PARISHVILLE — It has been widely reported in the media that Avangrid Renewables (a subsidiary of Iberdrola Renewables) has formally challenged the suitability of Gary Snell to serve as an ad hoc member of the New York Siting Board in consideration of Avangrid’s North Ridge energy wind project.
Avangrid Renewables is proposing to build the North Ridge Wind Farm in the towns of Hopkinton and Parishville in St. Lawrence County.
Under state law, it is the Siting Board that is empowered, after a lengthy review process, to grant or withhold final approval authorizing construction of large-scale energy generation projects — including North Ridge. The Siting Board is composed of five permanent members and two ad hoc members.
The two ad hoc members are to be residents of the community (generally accepted as being from within the county) where the project is proposed to be built. Mr. Snell is one of the two ad hoc members selected at the recommendation of local officials in his community. He also chairs Concerned Citizens for Rural Preservation, which opposes the wind project.
Avangrid Renewables is displeased by the selection of Mr. Snell (a retired school superintendent). Mr. Snell, the company argues, is prejudiced against the project proposal because he has publicly raised questions about the suitability of the project for his community and because he has questioned the value proposition of granting property and school tax breaks for the benefit of Avangrid. The company has chosen to characterize Mr. Snell’s caution about the project as a bias against it and, therefore, a conflict of interest that should render him ineligible to serve.
In considering the entire makeup of the Siting Board, it is astonishing that Avangrid should single out Mr. Snell for having a bias or predisposition in this matter. It’s temerity is over the top. The evident biases in the makeup of the Siting Board are far more obvious and far more troubling with the five permanent members. Where to begin?
The permanent members are the heads of three state agencies — the Department of Public Service, Department of Environmental Conservation and Department of Health — and two state quasi-governmental authorities — Empire State Development and the New York State Energy Research and Development Authority. All of the five permanent members are appointees of Gov. Andrew Cuomo and serve at his pleasure.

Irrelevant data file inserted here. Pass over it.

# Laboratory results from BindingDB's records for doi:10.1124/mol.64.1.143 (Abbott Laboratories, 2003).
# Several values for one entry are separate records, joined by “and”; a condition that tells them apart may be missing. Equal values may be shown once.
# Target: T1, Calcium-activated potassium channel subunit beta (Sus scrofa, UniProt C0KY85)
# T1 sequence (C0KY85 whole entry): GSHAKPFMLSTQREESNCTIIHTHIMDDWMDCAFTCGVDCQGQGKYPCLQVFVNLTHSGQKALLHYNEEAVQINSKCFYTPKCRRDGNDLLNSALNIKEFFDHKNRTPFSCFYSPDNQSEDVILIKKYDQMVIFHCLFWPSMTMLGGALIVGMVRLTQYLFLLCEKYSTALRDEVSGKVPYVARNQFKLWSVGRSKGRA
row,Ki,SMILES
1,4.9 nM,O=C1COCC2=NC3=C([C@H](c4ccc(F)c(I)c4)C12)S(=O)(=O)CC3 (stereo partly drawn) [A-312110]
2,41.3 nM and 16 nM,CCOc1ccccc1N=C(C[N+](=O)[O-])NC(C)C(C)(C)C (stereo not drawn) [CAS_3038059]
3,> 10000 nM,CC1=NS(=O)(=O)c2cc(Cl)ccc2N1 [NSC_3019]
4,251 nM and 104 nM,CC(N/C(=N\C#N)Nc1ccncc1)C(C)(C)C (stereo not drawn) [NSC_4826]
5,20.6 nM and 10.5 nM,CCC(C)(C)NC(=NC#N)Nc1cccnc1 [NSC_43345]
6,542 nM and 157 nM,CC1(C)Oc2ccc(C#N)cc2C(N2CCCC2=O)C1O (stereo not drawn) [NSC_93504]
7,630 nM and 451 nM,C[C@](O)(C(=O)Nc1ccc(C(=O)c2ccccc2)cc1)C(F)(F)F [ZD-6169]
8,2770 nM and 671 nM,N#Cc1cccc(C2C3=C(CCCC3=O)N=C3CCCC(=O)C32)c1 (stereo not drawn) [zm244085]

The governor has been an outspoken proponent of renewable energy. He has set a mandatory goal for New York to reach 50 percent of its electric power generation from non-carbon emitting sources by 2030. One of his first major legislative accomplishments was to sign into law Article 10, which removed authority from local governments for the permitting of large energy generation projects and created a centralized, state-controlled process for permitting such projects, including the creation and makeup of the Siting Board.
In a very real way, the Siting Board is the governor’s siting board. The five permanent members all work for him.
How could Avangrid possibly claim that these five permanent members are any less biased than Mr. Snell? Two of the Siting Board members are heads of agencies (the DPS and NYSERDA) that have very direct roles in promoting and financing the deployment of large-scale renewable energy projects in New York. Accomplishing that deployment is at the core of their official governmental duty. NYSERDA, in particular, is an unabashed and aggressive advocacy organization for more renewable energy in New York.
NYSERDA’s website makes it plain. It claims that its key purpose is to “promote … the use of renewable energy resources” and to “work with … developers” as “partners with them.” NYSERDA sees itself as a partner with Avangrid Renewables. Any doubt where they are coming from? Any doubt that there is not an institutional bias and a personal bias on the part of the organization’s head (who also serves as the governor’s overall energy czar) in favor of seeing a renewable energy project being built?
Does this necessarily mean that any of these permanent Siting Board members would unquestioningly vote in favor of the permitting of any large-scale renewable energy project? No, perhaps not. But it sure is going to be the way they will lean unless there is something terribly defective about the developer’s application.
In any case, there can be no question that each of these permanent Siting Board members has a bias by any understanding of the term. These presumed biases are so glaring that they cannot hope to be hidden or denied. There can be no acceptable explanation of them that would pass the red face test.
And against this troublesome and problematic backdrop, Avangrid raises ethical questions about Gary Snell? Mr. Snell is nothing more than a vigilant citizen. He has been calm and circumspect in anything he has said. This should tell us all a lot about Avangrid and its lawyers.
It’s always best to know with whom you’re dealing. Avangrid’s actions have let us know this much better than it probably would have liked.
Ms. Witherell, a Parishville resident, is a member of Concerned Citizens for Rural Preservation.